Oh, and of course this associates NASA with both money-wasting and Trumpism, now. Undermining overall support among the US citizenry. Spaceba!

    Dig what will happen. As costs mount, Trump will declare a diplomatic breakthrough! Turning the US moon landing effort into a wonderful "international cooperation" like the ISS! A new detente! And suckers will fall for it, kvelling as we subsidize Russian and Chinese footprints and technology sharing.

    There are zero aspects to this announcement that serve long term US interests. Indeed, every outcome will favor the Kremlin... and mining interests down here who want us never to access the real riches in space.

    Yes, doggie. Gooood doggie.
    ďÖlet us teach them that all who draw breath are of equal worth, and that those who seek to press heel upon the throat of liberty, will fall to the cry of FREEDOM!!!Ē Ė Spartacus, War of the Damned

    BTC: 1AFbCLYU3G1dkbsSJnk3spWeEwpqYVC2Pq

  16. #45

    Default Return to the Moon

    Hi, well a week ago, a press conference at the white house put forward, a return to the Moon, and then a mission to Mars.

    The crewed mission is probably around 2030, and may be end in 2033. I don't think it will be long term, some proven technology, and other countries won't have gone or will still be trying to get their first mission to go.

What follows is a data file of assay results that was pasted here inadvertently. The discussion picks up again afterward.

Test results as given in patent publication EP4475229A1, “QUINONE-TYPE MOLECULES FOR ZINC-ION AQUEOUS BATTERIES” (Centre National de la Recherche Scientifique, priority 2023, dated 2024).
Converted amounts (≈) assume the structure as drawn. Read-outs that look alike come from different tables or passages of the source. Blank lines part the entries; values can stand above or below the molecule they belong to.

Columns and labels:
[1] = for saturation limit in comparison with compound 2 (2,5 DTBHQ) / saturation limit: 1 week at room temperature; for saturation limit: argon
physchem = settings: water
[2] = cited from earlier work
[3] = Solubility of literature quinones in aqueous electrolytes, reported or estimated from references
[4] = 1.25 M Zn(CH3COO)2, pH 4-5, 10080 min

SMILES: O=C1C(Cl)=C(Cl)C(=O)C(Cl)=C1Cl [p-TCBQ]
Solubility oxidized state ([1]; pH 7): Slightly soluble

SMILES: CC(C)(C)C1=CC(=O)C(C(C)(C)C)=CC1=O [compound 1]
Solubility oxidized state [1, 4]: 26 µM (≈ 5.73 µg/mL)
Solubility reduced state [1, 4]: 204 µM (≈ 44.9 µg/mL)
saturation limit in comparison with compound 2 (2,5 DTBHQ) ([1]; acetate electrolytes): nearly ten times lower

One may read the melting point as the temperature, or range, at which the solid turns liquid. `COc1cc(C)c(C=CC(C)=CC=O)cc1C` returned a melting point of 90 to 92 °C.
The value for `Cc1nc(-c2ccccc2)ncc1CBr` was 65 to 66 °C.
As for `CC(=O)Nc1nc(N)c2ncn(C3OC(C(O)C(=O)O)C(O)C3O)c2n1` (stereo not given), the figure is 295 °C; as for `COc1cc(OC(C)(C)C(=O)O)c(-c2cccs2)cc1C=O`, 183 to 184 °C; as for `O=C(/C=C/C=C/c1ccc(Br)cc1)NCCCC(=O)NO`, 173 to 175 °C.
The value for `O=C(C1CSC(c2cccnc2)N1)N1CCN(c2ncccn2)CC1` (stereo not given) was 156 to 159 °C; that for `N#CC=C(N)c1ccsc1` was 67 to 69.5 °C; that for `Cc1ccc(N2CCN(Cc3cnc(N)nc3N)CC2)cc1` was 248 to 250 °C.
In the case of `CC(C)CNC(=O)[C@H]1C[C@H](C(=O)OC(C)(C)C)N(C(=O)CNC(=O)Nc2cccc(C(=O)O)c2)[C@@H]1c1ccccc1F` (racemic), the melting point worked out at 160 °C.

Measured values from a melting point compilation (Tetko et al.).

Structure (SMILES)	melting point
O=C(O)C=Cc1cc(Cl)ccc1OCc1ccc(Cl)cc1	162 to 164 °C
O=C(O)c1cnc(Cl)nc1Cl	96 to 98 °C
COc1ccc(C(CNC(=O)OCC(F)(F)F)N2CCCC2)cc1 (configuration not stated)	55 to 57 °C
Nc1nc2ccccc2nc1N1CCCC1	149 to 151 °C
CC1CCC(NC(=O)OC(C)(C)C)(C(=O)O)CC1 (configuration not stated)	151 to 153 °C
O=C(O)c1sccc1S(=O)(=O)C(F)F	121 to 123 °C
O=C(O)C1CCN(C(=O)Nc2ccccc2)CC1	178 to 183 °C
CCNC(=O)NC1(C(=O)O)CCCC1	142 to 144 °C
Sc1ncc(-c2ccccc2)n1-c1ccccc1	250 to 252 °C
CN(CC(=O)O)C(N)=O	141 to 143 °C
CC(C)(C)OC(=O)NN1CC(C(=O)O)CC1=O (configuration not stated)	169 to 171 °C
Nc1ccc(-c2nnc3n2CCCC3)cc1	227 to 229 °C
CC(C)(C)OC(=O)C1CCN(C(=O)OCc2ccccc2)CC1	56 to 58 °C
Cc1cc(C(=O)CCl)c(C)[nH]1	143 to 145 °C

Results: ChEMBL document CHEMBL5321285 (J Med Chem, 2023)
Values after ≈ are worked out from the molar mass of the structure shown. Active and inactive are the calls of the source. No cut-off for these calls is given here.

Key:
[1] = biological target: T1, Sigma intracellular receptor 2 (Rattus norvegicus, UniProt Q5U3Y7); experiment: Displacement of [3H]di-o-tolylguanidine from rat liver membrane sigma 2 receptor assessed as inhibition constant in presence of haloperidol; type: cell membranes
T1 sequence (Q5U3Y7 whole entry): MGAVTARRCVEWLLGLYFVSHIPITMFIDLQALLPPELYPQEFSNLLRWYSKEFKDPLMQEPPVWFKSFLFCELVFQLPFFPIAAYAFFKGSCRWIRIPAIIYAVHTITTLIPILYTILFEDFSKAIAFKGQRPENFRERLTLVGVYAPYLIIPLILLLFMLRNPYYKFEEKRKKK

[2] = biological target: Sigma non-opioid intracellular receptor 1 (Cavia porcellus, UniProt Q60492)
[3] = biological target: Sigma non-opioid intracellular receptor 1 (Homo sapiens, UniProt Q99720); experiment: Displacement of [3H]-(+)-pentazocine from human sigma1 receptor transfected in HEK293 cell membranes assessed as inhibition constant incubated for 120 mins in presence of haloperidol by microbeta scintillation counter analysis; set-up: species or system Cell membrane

I think it was a surprise, and good news. Finalised budget for this road will be next year in the NASA budget.

    As for Mars, I think that will be in 2060's. There are just too many problems, its going to take a few decades to bring the risk down, nothing has been done on this, only studies, there has been some landing balloon ideas, and test for heavy cargo landing, in the past few years, but that is it. There have been budget problems, quite a small amount. For a moon mission, the budget would need to be increased.

    I watched a past clip about Mr Paul and other candidates, which was from when he was last a congressmen nearly six years back talking on the subject of NASA, he sounded like he was living in the past, or a time without orbital flight.

    Private space flight will be slower on this. It may happen, but I would state at least around the time NASA would of sent a mission to Mars under the previous government.

    On the topic of the previous government, neither Barack or Joe, were really space enthusiasts. Barack claims he was the Mars President, nope.

  17. #46

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    Get lost, we don't need to waste money so Trekies can fulfill their fantasies.
    Never attempt to teach a pig to sing; it wastes your time and annoys the pig.

    Robert Heinlein

    Give a man an inch and right away he thinks he's a ruler

    Groucho Marx

    I love mankindÖitís people I canít stand.

    Linus, from the Peanuts comic

    You cannot have liberty without morality and morality without faith

    Alexis de Torqueville

    Those who fail to learn from the past are condemned to repeat it.
    Those who learn from the past are condemned to watch everybody else repeat it

    A Zero Hedge comment